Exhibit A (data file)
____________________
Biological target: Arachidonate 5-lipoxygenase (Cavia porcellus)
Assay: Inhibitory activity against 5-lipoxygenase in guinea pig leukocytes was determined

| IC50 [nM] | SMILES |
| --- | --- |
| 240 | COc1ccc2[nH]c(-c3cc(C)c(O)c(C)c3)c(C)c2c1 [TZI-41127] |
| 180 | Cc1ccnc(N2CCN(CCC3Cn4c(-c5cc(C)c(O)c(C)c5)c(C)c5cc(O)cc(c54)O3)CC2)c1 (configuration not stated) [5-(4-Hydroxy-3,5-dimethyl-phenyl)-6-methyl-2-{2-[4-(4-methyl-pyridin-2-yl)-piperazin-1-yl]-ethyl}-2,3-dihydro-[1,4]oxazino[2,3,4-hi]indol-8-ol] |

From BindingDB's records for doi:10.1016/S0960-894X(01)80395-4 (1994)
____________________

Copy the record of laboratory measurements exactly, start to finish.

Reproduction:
Biological target: Arachidonate 5-lipoxygenase (Cavia porcellus)
Assay: Inhibitory activity against 5-lipoxygenase in guinea pig leukocytes was determined

| IC50 [nM] | SMILES |
| --- | --- |
| 240 | COc1ccc2[nH]c(-c3cc(C)c(O)c(C)c3)c(C)c2c1 [TZI-41127] |
| 180 | Cc1ccnc(N2CCN(CCC3Cn4c(-c5cc(C)c(O)c(C)c5)c(C)c5cc(O)cc(c54)O3)CC2)c1 (configuration not stated) [5-(4-Hydroxy-3,5-dimethyl-phenyl)-6-methyl-2-{2-[4-(4-methyl-pyridin-2-yl)-piperazin-1-yl]-ethyl}-2,3-dihydro-[1,4]oxazino[2,3,4-hi]indol-8-ol] |

From BindingDB's records for doi:10.1016/S0960-894X(01)80395-4 (1994)